Hope statue in New York

The time is short (and getting shorter)

Hope statue in New York

A few weeks ago, I was sitting on an airplane and found myself with an opportunity to share the gospel.[1. Thank you, new job.] It was a moment I was grateful for, especially as one who has often described himself as a timid evangelist.

Evangelism doesn’t come easy to me. It’s awkward. It’s sometimes uncomfortable. It’s kind of scary at times.

But it’s so important.

It’s something God wants from all of his people. He wants each of us to make the most of every opportunity—to share the good news of Jesus as long as there is still a “today”. And I am so thankful every time I learn of someone new who has come to faith in Jesus. Every time we celebrate baptisms. Every time someone else moves from darkness to light.

It is such a wonderful gift, one I probably don’t make the most of (despite knowing better). You can probably relate. You’ve heard all the rationales before. You’ve heard all the good and bad appeals. You’ve tried to share your faith. You stumble and fail more than you succeed. But you still try.

And I think there’s a degree to which that’s enough. You’re trying. You’re not quitting.

You’re recognizing that the days are, in fact, short. That Jesus is really coming back, and you want people you care about to join you in worshipping him when he does. But there aren’t unlimited opportunities, are there? We don’t know when the end will come for anyone. We don’t know if the conversation we had with this or that person is going to be followed by another.

The time is short—and it’s getting shorter

I’m reminded of this every time I turn on the news—especially as terrorists attack and militaries attempt coups. I find I’m wandering more and more to Jesus’ teaching on when he would return, that during the birth pains and as we moved closer to the time, there would be wars and rumors of wars. That turmoil and strife would increase.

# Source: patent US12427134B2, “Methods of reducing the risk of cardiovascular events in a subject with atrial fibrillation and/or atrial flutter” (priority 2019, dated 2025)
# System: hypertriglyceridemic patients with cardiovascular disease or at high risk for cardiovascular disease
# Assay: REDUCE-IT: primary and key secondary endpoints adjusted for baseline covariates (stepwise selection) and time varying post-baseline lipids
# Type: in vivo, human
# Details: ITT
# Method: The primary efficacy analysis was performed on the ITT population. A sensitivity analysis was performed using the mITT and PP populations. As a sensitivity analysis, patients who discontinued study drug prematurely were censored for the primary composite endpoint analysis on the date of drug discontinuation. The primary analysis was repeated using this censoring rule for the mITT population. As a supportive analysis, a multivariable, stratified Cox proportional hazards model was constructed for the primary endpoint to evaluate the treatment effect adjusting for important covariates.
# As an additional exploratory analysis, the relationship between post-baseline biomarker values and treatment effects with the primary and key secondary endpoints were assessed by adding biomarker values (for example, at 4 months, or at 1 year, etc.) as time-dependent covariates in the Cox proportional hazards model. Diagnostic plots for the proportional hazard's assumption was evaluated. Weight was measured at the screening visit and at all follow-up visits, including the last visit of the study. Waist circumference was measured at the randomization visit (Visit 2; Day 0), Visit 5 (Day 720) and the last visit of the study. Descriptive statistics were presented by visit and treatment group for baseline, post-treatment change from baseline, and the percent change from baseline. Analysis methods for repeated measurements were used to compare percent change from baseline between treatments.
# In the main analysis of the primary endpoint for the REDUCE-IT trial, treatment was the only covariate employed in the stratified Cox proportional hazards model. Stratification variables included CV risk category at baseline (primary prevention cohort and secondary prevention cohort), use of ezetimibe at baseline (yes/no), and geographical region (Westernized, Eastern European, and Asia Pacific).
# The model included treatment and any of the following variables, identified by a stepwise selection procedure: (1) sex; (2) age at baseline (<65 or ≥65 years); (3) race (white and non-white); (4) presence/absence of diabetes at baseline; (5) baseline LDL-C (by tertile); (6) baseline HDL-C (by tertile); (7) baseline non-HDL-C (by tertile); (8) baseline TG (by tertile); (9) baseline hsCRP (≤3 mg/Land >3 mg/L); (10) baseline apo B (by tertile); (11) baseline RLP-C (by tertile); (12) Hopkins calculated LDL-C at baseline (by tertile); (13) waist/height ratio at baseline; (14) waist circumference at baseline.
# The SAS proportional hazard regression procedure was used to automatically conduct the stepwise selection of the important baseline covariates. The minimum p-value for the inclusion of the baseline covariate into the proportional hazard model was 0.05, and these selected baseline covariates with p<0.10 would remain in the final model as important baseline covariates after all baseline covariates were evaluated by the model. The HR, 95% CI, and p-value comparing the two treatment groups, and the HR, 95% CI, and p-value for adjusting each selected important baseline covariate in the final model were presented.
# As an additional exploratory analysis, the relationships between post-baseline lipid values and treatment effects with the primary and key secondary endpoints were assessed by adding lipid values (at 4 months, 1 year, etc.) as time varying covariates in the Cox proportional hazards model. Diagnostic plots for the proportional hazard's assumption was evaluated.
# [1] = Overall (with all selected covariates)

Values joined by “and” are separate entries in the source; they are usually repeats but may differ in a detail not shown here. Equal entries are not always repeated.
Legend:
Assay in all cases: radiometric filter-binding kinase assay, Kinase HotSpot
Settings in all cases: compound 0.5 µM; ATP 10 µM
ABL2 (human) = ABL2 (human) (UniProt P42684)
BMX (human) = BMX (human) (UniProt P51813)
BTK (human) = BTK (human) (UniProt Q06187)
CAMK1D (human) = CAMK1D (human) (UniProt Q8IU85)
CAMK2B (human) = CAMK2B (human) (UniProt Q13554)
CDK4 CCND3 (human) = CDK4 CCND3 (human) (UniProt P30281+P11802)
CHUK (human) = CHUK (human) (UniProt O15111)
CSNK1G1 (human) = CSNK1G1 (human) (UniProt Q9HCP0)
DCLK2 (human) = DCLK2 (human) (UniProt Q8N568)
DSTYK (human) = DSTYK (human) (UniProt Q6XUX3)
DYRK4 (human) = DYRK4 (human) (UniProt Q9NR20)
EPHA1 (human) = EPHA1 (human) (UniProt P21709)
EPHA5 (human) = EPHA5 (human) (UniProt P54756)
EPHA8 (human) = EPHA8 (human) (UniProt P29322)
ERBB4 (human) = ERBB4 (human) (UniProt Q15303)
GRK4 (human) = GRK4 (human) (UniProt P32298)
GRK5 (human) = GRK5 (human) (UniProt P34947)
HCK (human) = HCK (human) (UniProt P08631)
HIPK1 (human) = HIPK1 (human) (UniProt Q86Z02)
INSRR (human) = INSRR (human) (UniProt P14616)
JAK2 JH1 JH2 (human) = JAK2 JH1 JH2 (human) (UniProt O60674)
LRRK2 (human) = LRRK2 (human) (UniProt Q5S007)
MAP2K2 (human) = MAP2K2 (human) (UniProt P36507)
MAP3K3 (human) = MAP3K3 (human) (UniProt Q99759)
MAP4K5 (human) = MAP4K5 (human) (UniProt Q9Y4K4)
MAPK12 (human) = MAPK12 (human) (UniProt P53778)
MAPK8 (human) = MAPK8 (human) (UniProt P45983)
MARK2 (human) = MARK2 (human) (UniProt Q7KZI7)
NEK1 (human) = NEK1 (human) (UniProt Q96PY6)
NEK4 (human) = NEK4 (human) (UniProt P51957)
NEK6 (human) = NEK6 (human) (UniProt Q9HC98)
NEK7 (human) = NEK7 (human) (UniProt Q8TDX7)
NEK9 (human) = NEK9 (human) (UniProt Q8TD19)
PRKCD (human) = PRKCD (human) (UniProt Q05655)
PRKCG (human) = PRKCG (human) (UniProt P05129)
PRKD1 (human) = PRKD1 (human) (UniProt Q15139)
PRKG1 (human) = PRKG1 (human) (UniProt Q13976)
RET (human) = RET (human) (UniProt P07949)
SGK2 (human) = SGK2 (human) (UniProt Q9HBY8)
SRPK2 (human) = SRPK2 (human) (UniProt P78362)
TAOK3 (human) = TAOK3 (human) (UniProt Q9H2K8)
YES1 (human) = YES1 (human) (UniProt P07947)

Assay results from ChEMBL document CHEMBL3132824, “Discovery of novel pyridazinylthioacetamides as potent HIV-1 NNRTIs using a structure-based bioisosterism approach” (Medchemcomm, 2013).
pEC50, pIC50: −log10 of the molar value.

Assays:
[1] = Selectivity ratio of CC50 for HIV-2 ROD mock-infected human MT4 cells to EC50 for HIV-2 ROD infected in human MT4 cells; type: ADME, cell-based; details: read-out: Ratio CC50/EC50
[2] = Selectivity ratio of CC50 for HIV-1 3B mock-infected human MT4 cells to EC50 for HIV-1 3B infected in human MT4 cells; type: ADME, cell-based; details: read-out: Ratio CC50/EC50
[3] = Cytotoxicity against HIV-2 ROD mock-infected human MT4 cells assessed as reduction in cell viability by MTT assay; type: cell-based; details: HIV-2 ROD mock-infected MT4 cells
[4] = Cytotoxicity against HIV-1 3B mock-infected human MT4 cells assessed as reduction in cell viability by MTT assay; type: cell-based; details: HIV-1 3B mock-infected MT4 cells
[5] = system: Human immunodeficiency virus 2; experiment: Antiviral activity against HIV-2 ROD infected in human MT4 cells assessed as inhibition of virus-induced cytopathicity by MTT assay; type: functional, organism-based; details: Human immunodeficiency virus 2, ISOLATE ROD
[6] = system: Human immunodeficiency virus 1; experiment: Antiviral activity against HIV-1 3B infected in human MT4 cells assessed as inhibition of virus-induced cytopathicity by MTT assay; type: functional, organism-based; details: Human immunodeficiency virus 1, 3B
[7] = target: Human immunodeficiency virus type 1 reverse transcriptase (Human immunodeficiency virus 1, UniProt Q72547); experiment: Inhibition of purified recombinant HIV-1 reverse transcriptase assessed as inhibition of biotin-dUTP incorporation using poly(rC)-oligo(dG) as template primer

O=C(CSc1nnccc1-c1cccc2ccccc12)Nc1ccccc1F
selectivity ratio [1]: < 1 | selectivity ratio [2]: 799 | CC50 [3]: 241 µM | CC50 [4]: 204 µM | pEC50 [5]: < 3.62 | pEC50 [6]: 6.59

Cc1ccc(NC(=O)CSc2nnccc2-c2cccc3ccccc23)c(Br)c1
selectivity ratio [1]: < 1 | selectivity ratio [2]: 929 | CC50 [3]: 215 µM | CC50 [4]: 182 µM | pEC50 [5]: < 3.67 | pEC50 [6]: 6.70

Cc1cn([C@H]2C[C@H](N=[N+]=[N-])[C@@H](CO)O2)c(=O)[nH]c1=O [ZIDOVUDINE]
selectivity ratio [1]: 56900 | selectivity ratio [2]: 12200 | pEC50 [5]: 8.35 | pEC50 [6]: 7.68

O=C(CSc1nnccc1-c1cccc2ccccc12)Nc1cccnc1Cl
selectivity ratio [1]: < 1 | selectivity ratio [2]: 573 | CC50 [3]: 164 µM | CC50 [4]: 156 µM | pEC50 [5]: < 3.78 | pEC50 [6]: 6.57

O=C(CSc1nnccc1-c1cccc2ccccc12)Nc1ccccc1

And while I’m not the sort who is trying to interpret the times according to a specific ideology, I can’t help but feel like the time is getting shorter.

That, Lord willing, Jesus will be back sooner than any of us think.

Nineteenth century preacher J.C. Ryle once wrote,

[Our] time for doing good in the world is short and limited. The throne of grace will not always be standing–it will be removed one day, and the throne of judgment will be set up in its place. The door of salvation by faith in Christ will not always be open–it will be shut one day forever, and the number of God’s elect will be completed. The fountain for all sin and uncleanness will not always be accessible; the way to it will one day be barred, and there will remain nothing but the lake that burns with fire and brimstone.[2. From Ryle’s commentary, The Gospel of John.]

Use the time we have

Reading this gives me a sense of urgency, even as it makes me thankful that there is still time. Although our time “for doing good in the world is short and limited,” we still have that time. The door is still open. There is still time to take advantage of every opportunity to share the good news. And I want to take those opportunities. I want to be able to tell people about what God has done by sending Jesus into the world. I want more people to be joining me with him when he finally does return.

I suspect you do, too.

So take those opportunities. Take the moments God gives you to share Christ. Take the opportunity to stick a rock in someone’s shoe. Don’t let any moment pass. The time is short for us to do good in this world. Let’s make the most of it.

Photo credit: New York 2016 via photopin (license)

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